Evola served in World War I as an artillery officer on the Asiago plateau. He was attracted to the avant-garde and after the war, Evola briefly associated with Filippo Tommaso Marinetti`s Futurist movement. He became a prominent representative of Dadaism in Italy through his painting, poetry, and collaboration on the briefly published journal, Revue Bleue. In 1922, after concluding that avant-garde art was becoming commercialized and stiffened by academic conventions, he reduced his focus on artistic expression such as painting and poetry.[20][non-primary source needed]

Evola died on 11 June 1974 in Rome.[21][how?]

In 1928, Evola wrote an attack on Christianity titled Pagan Imperialism, which proposed transforming fascism into a system consistent with ancient Roman values and the ancient mystery traditions. Evola proposed that fascism should be a vehicle for reinstating the caste system and aristocracy of antiquity. Although Evola invoked the term `fascism` in this text, his diatribe against the Catholic Church was criticized by both the fascist regime and the Vatican itself. A. James Gregor argued that the text was an attack on fascism as it stood at the time of writing, but noted that Benito Mussolini made use of it in order to threaten the Vatican with the possibility of an `anti-clerical fascism`.[6][22]:89–91 On account of Evola`s sentiment, the Vatican-backed right wing Catholic journal Revue Internationale des Sociétés Secrètes published an article in April 1928 entitled `Un Sataniste Italien: Julius Evola.`[8]

The Mystery of the Grail discarded Christian interpretations of the Holy Grail. Evola wrote that the Grail `symbolizes the principle of an immortalizing and transcendent force connected to the primordial state...The mystery of the Grail is a mystery of a warrior initiation.` He held that the Ghibellines, who fought the Guelph for control of Northern and Central Italy in the thirteenth century, had within them the residual influences of pre-Christian Celtic and Nordic traditions that represented his conception of the Grail myth. He also held that the Guelph victory against the Ghibellines represented a regression of the castes, since the merchant caste took over from the warrior caste.[23] In the epilogue to this text, Evola argued that the fictitious The Protocols of the Elders of Zion, regardless of whether it was authentic or not, was a cogent representation of modernity.[24] The historian Richard Barber said, `Evola mixes rhetoric, prejudice, scholarship, and politics into a strange version of the present and future, but in the process he brings together for the first time interest in the esoteric and in conspiracy theory which characterize much of the later Grail literature.`[24]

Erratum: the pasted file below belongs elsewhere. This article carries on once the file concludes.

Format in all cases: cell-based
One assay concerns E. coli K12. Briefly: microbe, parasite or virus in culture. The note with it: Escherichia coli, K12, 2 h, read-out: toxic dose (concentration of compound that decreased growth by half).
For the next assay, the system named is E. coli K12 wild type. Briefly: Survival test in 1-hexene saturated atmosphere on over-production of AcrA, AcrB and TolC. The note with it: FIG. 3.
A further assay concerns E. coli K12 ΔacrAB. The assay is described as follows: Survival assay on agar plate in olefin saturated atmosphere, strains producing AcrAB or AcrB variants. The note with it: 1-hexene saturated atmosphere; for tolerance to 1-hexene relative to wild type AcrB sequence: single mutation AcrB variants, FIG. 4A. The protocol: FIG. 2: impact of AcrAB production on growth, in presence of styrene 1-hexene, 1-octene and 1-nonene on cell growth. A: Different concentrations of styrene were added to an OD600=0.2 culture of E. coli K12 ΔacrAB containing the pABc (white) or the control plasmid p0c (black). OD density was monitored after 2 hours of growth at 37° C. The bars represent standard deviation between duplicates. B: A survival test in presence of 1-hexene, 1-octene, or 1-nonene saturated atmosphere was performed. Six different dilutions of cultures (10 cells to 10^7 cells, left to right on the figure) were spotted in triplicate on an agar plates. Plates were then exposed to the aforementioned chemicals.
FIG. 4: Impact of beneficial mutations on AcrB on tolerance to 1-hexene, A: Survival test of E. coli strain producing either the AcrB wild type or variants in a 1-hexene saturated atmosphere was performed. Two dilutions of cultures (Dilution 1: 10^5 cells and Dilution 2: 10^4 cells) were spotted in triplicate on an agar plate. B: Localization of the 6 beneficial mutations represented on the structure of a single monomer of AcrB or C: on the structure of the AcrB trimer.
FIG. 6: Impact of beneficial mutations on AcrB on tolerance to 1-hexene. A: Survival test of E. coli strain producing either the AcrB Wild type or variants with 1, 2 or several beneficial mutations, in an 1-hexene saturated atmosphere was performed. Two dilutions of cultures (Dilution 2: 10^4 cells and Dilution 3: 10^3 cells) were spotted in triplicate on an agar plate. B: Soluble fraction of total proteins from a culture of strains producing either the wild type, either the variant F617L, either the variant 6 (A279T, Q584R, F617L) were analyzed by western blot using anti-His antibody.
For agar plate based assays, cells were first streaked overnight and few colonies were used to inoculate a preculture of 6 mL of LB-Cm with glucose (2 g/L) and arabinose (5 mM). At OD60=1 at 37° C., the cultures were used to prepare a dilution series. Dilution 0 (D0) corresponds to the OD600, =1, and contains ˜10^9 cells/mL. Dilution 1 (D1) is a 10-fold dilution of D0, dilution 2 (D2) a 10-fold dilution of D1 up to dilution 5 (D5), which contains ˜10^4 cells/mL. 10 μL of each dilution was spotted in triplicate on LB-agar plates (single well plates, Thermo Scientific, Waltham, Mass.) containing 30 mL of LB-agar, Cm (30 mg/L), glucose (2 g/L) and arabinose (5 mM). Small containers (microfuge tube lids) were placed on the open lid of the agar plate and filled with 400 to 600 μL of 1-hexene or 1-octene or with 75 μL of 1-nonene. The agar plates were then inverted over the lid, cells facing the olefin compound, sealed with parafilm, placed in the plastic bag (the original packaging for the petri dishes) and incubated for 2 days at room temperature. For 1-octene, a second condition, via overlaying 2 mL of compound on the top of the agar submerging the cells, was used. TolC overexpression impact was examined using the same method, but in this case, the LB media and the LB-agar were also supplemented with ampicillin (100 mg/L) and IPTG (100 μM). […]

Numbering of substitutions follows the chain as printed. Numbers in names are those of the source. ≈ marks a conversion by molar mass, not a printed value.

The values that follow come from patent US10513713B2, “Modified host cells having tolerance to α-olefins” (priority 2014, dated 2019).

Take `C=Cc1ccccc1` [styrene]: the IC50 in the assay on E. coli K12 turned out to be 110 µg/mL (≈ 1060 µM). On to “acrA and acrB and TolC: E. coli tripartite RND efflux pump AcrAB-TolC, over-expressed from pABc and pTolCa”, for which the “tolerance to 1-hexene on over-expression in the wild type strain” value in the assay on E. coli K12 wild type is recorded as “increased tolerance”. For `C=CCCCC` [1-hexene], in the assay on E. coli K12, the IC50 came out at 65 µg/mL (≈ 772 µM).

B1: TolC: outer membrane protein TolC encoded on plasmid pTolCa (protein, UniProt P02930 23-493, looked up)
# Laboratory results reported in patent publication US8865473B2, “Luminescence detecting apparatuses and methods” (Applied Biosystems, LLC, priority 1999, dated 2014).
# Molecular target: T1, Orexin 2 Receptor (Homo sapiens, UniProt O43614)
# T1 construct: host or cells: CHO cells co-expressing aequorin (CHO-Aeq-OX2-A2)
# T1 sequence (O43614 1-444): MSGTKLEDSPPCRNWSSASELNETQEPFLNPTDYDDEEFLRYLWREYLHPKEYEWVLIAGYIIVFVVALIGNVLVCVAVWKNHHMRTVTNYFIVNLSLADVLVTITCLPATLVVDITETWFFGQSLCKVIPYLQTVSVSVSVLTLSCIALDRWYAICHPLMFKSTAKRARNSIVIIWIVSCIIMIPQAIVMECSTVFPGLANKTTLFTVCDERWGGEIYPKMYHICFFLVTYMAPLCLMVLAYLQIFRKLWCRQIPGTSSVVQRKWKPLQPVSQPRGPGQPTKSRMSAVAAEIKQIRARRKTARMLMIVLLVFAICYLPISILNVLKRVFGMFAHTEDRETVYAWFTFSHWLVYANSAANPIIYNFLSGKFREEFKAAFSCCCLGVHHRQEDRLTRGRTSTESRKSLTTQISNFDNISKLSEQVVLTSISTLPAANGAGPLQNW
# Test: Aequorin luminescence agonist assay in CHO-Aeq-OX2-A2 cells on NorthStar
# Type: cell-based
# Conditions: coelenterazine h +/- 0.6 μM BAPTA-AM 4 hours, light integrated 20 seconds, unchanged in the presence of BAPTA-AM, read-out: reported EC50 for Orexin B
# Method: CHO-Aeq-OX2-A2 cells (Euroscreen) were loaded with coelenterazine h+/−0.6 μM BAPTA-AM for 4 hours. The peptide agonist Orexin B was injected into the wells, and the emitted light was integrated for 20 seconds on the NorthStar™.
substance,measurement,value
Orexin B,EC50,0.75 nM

In The Doctrine of Awakening, Evola argued that the Pāli Canon could be held to represent true Buddhism.[25] His interpretation of Buddhism is that it was intended to be anti-democratic. He believed that Buddhism revealed the essence of an `Aryan` tradition that had become corrupted and lost in the West. He believed it could be interpreted to reveal the superiority of a warrior caste.[25] Harry Oldmeadow described Evola`s work on Buddhism as exhibiting Nietzschean influence,[26] but Evola criticized Nietzsche`s anti-ascetic prejudice.[25] The book `received the official approbation of the Pāli [text] society`, and was published by a reputable Orientalist publisher.[25] Evola`s interpretation of Buddhism, as put forth in his article `Spiritual Virility in Buddhism`, is in conflict with the post-WWII scholarship of the Orientalist Giuseppe Tucci, which argues that the viewpoint that Buddhism advocates universal benevolence is legitimate.[27] Arthur Versluis stated that Evola`s writing on Buddhism was a vehicle for his own theories, but was a far from accurate rendition of the subject, and he held that much the same could be said of Evola`s writing on Hermeticism.[28] Ñāṇavīra Thera was inspired to become a bhikkhu from reading Evola`s text The Doctrine of Awakening in 1945 while hospitalized in Sorrento.[25]